Association for Computing Machinery
Welcome to the May 16, 2016 edition of ACM TechNews, providing timely information for IT professionals three times a week.

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4 Big Plans to Fix Internet Security
InfoWorld (05/13/16) Fahmida Y. Rashid

Inadequate security is endemic to the Internet, and solving this problem will require effective trust and security mechanisms. One proposed solution is the Internet Society-led Mutually Agreed Norms for Routing Security, a framework of recommendations based on industry best practices in which member network operators commit to deploying security controls to guarantee incorrect router information does not propagate through their networks. A second approach is to fortify digital certificate auditing and monitoring via initiatives such as Google's Certificate Transparency project for publicly monitoring and auditing SSL certificates for legitimacy, and the Domain Name System (DNS)-based Authentication of Named Entities protocol. A third proposal seeks effective malware countermeasures, and one project at the University of Tulsa offers independent testing and review of malware-infected websites and operates a Data Sharing Program in which companies contribute and receive real-time data on Web-based malware. A fourth security strategy proposed by PayPal's Doug Crockford is to completely reinvent the Internet via an open source initiative called Seif, which would redo transport protocols, redesign the user interface, and eliminate passwords. One element of Seif involves replacing DNS addressing with a cryptographic key and an Internet Protocol address, HTTP with secure JSON over TCP, and HTML with a JavaScript-based application delivery system based on Node.js and Qt. Seif also features a mutual authentication scheme based on a public-key cryptographic framework.

Moore's Law Is Dead. Now What?
Technology Review (05/13/16) Tom Simonite

The looming obsolescence of Moore's Law is forcing scientists to look for other ways to improve computer performance and innovation. The effects of this trend will likely be felt by mobile computing devices later than by other types of computing, predicts University of Michigan professor Thomas Wenisch. He says two more generations of mobile devices could be produced before being affected, but a more immediate impact would be on billion-dollar data centers that underlie many useful mobile applications. Lawrence Berkeley National Laboratory's Horst Simon, co-recipient of the 1988 and 2009 ACM Gordon Bell Prizes, says the approaching limit to transistor density will rekindle interest in rethinking the fundamental computer architecture among supercomputer and data center designers, but this will require a redrafting of many types of software and an overhaul of programmer habits. Wenisch says Intel and other firms will need to take inventive approaches to ramping up computing power, and the possibilities include working harder to improve chip design and specializing chips to accelerate specific algorithms. One likely inevitable trend is strong demand for silicon tuned for calculations that are vital to deep learning. Microsoft and Intel are focusing on running code on reconfigurable field-programmable gate array chips to boost efficiency. Massachusetts Institute of Technology professor Neil Thompson raises the question of whether computing advances similar to those achieved via Moore's Law will be possible once it has ended.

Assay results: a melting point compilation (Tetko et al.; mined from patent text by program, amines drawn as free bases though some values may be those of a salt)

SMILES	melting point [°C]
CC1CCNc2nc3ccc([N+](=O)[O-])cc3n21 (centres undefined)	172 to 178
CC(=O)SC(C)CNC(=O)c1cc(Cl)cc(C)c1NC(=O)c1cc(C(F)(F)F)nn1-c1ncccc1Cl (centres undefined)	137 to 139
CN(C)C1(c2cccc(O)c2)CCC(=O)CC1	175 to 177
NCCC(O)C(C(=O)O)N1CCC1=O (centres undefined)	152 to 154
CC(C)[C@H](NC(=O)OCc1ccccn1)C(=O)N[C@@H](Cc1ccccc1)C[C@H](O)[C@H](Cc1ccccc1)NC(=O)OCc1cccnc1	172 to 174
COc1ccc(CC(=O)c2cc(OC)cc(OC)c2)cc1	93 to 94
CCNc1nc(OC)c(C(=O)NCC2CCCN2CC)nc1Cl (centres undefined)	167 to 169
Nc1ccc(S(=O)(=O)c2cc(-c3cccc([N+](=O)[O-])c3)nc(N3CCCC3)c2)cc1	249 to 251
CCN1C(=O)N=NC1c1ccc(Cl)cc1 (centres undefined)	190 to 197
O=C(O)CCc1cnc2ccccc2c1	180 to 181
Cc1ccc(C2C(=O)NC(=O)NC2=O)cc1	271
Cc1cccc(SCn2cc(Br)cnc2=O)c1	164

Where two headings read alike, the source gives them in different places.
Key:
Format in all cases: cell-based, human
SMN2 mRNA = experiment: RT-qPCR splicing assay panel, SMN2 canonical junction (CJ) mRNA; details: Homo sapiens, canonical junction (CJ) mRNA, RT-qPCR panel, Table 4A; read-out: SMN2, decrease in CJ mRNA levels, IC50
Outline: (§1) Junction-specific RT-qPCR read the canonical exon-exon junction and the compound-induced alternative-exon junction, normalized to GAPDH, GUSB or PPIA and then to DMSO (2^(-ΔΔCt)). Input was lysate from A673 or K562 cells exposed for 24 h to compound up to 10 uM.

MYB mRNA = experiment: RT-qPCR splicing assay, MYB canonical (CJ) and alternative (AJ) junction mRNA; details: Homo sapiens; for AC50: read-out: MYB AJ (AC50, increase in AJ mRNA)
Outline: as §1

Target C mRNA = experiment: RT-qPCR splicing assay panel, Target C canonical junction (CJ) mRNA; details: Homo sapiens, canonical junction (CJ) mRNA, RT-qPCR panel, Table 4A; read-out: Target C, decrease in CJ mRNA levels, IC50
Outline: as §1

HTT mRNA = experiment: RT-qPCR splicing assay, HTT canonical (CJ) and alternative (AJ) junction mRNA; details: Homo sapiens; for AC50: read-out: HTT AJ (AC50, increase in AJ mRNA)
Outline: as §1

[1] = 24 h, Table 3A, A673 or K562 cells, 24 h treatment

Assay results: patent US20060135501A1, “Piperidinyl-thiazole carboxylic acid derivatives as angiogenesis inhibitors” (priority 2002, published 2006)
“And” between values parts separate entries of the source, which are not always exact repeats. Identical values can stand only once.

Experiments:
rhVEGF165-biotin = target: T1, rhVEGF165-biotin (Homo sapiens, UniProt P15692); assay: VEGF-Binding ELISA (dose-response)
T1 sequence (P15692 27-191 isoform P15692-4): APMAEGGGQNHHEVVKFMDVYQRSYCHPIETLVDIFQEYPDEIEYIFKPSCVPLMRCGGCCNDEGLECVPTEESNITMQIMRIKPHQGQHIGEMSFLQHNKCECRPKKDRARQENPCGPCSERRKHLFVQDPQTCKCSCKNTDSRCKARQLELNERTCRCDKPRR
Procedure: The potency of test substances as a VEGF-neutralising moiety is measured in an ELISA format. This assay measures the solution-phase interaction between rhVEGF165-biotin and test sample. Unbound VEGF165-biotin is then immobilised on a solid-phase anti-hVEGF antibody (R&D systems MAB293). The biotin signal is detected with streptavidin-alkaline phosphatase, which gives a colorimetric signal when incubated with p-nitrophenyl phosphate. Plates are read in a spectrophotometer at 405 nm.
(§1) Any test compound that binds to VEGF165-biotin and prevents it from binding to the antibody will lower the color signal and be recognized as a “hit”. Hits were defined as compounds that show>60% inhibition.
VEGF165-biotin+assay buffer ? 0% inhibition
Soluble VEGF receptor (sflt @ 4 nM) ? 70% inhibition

How Toy Street Lamps Are Shedding New Light on Quantum Computing
IDG News Service (05/12/16) Katherine Noyes

The bulbs from toy street lamps, among other things, are helping to reveal new insights into quantum computing. Researchers at the University of Chicago, Argonne National Laboratory, and Yale University captured electrons from the tungsten filament of a miniature toy light bulb by coaxing them to float above the surface of superfluid helium at 1/100th of a degree above absolute zero. When the bulb heats up, electrons "boil" off and fly onto the surface of the helium, and the University of Chicago's Gerwin Koolstra says, "we can trap the electrons and hold them for basically as long as we want." The researchers say their ultimate goal is to build a trap that holds a single electron for use as a quantum bit (qubit). Meanwhile, a separate research team at the University of Chicago and Argonne used supercomputers at the Lawrence Berkeley National Laboratory to determine the application of strain to aluminum nitride can induce structural defects similar to those in diamonds, which can be harnessed to create qubits. A third project conducted by the universities of Bristol and Western Australia involved development of a method for efficiently modeling "quantum walk" physics that are observable with a primitive quantum computer, according to Bristol lecturer Jonathan Matthews. He thinks more refined quantum computer designs and a new class of quantum algorithms could stem from this discovery.

Lincoln Laboratory Establishes a Supercomputing Center
MIT News (05/11/16) Jacob Solomon

The Massachusetts Institute of Technology's (MIT) Lincoln Laboratory founded the Lincoln Laboratory Supercomputing Center (LLSC) in April to acknowledge the value of LLGrid world-class computing capability. Although the new facility is partly based on the LLGrid infrastructure, it was developed to augment computing power and accessibility to more than 1,000 MIT researchers. "By establishing the LLSC, Lincoln Laboratory will be able to better address supercomputing needs across all Laboratory missions, develop new supercomputing capabilities and technologies, and spawn even closer collaborations with MIT campus supercomputing initiatives," says LLSC director Jeremy Kepner. "These brilliant engineers, scientists, faculty, and students use our capabilities to conduct research in diverse fields such as space observations, robotic vehicles, communications, cybersecurity, machine learning, sensor processing, electronic devices, bioinformatics, and air traffic control." LLSC manager Albert Reuther says the center is distinguished from similar labs due to its researchers' "focus on interactive supercomputing for high-performance data analysis." He notes the LLSC largely owes its existence to researchers who employ supercomputing capabilities to generate cutting-edge research results, while also crediting the MIT Lincoln Laboratory Beaver Works Center for playing an essential role in the LLSC's collaborations with campus. "Laboratory researchers will see continued improvement in the LLSC systems, MIT Campus will benefit from our unique interactive supercomputing technologies, and Laboratory and campus researchers will be able to collaborate more closely on their joint research projects," Kepner predicts.